Building confidence with parents of disabled children

Four key questions when consulting with parents:

  1. Were you treated well?
    • Were you listened to?
    • Were you treated with respect?
  2. Did we help you? or Did our involvement make a difference?
  3. Do you know where to go for further information, advice and support if required?
  4. Can you suggest any way we can improve our service? Or Are there further things we can improve for you? Or Is there anything else you would like to say?
    • What could we do better?
    • What could we do differently

Five top tips - identified by parents

Remember parents are the experts on their child.

  1. Tell parent/carers what you are going to do and when .
  2. Ask parent/carers for feedback about how your work supports them.
  3. Make it explicit how you've changed your support in response to their feedback. "Following you feedback, I am now going to..." 
  4. Summarise discussions with parents outlining what is agreed and who will do what. 
  5. Involve parent/carers in the planning and review of your service. Their knowledge will help you to plan to meet the needs of other families as well.

Areas of good practice

  1. Listen to parents and carers, they are experts in their child.
  2. Ensure someone is taking on the lead practitioner or key working role for families where children have multiple services involved. This supports thier confidence and coordination of support.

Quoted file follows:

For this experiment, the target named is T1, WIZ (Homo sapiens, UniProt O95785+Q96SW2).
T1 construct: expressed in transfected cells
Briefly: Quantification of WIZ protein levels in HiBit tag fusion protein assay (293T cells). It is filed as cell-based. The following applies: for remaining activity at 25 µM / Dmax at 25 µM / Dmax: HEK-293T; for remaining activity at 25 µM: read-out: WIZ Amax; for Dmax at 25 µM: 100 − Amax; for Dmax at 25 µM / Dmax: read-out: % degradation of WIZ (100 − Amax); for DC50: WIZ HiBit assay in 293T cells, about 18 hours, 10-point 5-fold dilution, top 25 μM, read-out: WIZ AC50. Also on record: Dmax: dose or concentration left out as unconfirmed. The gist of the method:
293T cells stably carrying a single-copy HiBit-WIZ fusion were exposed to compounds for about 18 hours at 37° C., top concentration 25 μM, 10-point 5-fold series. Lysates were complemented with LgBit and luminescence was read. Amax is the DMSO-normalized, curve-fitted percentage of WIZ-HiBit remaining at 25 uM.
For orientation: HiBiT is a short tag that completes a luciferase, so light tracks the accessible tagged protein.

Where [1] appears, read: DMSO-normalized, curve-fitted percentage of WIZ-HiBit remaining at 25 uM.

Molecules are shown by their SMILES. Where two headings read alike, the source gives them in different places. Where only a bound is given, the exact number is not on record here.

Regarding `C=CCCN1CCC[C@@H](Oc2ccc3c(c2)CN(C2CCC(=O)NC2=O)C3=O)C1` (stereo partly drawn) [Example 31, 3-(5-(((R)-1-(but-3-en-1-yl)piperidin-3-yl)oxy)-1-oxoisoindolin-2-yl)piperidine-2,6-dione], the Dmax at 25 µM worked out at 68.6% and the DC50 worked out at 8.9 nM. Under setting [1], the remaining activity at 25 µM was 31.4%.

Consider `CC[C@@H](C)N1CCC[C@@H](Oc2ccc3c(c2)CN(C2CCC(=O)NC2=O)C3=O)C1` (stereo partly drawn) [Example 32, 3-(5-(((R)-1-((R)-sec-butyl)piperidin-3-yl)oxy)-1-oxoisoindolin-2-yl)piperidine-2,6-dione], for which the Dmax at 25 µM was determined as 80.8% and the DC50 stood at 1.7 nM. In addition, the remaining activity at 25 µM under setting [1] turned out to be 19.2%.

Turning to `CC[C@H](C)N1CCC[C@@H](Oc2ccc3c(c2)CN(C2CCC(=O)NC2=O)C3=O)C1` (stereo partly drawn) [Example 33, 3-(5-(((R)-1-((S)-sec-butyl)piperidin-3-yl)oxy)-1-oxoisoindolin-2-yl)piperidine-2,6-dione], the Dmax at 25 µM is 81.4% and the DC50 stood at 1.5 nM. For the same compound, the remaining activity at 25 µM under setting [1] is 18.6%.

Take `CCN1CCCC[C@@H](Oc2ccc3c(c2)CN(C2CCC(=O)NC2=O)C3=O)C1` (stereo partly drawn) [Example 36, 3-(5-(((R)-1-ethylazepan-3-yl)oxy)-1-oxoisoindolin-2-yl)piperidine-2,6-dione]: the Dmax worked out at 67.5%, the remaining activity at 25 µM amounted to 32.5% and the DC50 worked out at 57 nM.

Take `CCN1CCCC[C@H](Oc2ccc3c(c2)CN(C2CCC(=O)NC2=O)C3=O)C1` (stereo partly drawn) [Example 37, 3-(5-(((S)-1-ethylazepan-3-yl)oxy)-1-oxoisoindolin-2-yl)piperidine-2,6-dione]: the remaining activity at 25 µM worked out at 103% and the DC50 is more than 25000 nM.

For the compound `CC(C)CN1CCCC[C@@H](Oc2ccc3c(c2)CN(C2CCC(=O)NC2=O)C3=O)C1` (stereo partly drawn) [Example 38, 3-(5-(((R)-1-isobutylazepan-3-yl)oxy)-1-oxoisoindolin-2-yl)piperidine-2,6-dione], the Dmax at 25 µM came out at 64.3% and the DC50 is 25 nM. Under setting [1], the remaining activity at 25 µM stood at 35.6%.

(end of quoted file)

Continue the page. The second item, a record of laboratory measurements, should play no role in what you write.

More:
3. Provide a wide range of information in accessible formats.
  4. Engage with parents throughout.
  5. Provide feedback about what you have done, or about what has happened as a result of any queries/consultation

The role of a lead practitioner

The overall aim of a lead practitioner should be to make sure everyone works together well and listen to the child/young person and family’s views. 

"Parents with disabled children are likely to face higher levels of stress, and they value the practical and emotional support of a key worker. Key workers can help to reduce this stress, help parents to navigate the system and help them agree the right support for their child." Green Paper on SEN

"We have a son, Alexander, who is severely deaf and has cerebral palsy.  He has a key worker and they work closely with our family and other professionals, particularly our Portage Home Visitor.  Alexander has around 11 professionals (health, education and other) who support him, and the key worker helps to ensure a holistic approach to Alexander's health, educational and development needs. Managing this number of people and different inputs without a key worker would be a nightmare!" 

Useful documents


York Family Information Service and Information Service for Young People

01904 554444 / 01904 555400

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